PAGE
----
President Obama gave a preliminary statement last Sunday right after the jury gave its verdict in the Trayvon Martin case, but then after watching the controversy unfold in the days that followed, he said yesterday (7/19/13) in the White House briefing room that he thought it might be useful to expand on that a bit.
Besides the calmness in his voice and quiet in the room for those 17+ minutes, two things really stood out to me in his remarks: his faith in young people and the importance he gave context.
Context is essential
Whether on phones or in homes, in the halls of school or government, in the manic rush of everyday life and the 24/7 news cycle, it’s almost as if it’s now an established social norm (or a requirement) to form opinions instantly or pass judgment without gathering perspectives – without understanding the context around what happened. In a powerful way, the President showed how important it is to understand the context. “Trayvon Martin could have been me 35 years ago,” he said.
“There are very few African-American men in this country who haven’t had the experience of being followed when they were shopping in a department store. That includes me,” the President continued. “There are very few African-American men who haven’t had the experience of walking across the street and hearing the locks click on the doors of cars. That happens to me – at least before I was a senator. There are very few African Americans who haven’t had the experience of getting on an elevator and a woman clutching her purse nervously and holding her breath until she had a chance to get off. That happens often….
“The African-American community is … knowledgeable that there is a history of racial disparities in the application of our criminal laws – everything from the death penalty to enforcement of our drug laws. And that ends up having an impact in terms of how people interpret the case. Now, this isn’t to say that the African-American community is naïve about the fact that African-American young men are disproportionately involved in the criminal justice system, that they’re disproportionately both victims and perpetrators of violence. It’s not to make excuses for that fact – although black folks do interpret the reasons for that in a historical context. They understand that some of the violence that takes place in poor black neighborhoods around the country is born out of a very violent past in this country, and that the poverty and dysfunction that we see in those communities can be traced to a very difficult history….
“Folks understand the challenges that exist for African-American boys but they get frustrated, I think, if they feel that there’s no context for it and that context is being denied.”
Context is important, whether we’re talking about criminal justice in courtrooms or in schools or homes. Multiple perspectives and an understanding of context – of the event itself and of the people involved – are needed before people will feel justice is being served. And this is no different when children are involved. What are we modeling for them if we fail to factor in their perspective and context when working through problems involving our children?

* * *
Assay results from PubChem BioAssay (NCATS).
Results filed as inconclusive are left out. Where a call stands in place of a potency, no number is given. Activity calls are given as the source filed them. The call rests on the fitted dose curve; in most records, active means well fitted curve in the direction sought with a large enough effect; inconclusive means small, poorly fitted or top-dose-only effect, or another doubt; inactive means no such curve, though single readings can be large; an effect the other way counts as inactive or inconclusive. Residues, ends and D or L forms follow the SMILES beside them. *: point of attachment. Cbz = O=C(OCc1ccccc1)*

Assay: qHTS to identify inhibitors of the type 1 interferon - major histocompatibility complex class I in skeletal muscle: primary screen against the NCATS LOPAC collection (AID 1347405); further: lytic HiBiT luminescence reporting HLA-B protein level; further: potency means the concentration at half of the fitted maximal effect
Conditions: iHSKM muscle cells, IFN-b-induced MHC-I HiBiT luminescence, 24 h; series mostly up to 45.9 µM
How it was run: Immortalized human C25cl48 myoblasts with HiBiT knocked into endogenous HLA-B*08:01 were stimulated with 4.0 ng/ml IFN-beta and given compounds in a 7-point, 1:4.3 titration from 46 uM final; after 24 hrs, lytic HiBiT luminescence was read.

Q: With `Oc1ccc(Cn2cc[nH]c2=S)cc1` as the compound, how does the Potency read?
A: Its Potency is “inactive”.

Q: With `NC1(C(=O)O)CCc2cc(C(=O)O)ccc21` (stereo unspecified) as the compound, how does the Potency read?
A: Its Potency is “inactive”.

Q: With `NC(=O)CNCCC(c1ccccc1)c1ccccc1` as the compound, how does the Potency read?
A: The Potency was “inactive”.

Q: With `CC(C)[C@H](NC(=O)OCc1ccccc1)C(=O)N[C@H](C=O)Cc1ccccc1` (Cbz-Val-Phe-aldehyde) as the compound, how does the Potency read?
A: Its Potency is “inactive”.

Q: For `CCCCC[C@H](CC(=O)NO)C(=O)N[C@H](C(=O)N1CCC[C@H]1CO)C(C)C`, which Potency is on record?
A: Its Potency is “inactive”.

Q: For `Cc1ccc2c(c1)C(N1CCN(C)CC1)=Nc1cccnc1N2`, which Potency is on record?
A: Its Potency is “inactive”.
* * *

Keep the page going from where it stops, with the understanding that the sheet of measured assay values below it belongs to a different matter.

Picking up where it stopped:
Faith in our kids
Are you seeing it too? I’m seeing evidence of what President Obama says here wherever I go also: “When I talk to Malia and Sasha and I listen to their friends and I see them interact,” he said, “they’re better than we are, they’re better than we were on these issues. And that’s true in every community I’ve visited all across the country.”
News stories about social cruelty and bullying notwithstanding (remember that the news reports airplane crashes, not safe landings), “we should have confidence that kids these days I think have more sense than we did back then and certainly more than our parents and our grandparents did and that along this long difficult journey, we’re becoming a more perfect union – not a perfect union, but a more perfect union [emphasis his].” More perfect, not less, in their hands.
The President is both confirming and echoing what others are seeing (e.g., see a list of positive youth social indicators just over the past 20 years here). He’s also modeling something important here, I think: If “those of us in authority” can see and expect the best in our children, if we could do “everything we can to encourage the better angels of our nature,” as he put it, our children will respond in kind.
- Thanks to my ConnectSafely co-director Larry Magid for his coverage of Obama’s remarks
- “It’s time to outgrow the ‘kids these days’ cliché” (1/12)
- About two of the President’s back-to-school talks: “The freedom to not fit in” and “Watching students relate to a president”
- “About 2 presidents, an inauguration & youth rights”
- This conviction that child protection, like social justice, can’t happen without respect for children (as for all citizens) and their rights and interests, is the basis for our work at ConnectSafely.org and is reflected in our 2009 paper “Online Safety 2.0: Empowering and Protecting Youth.”
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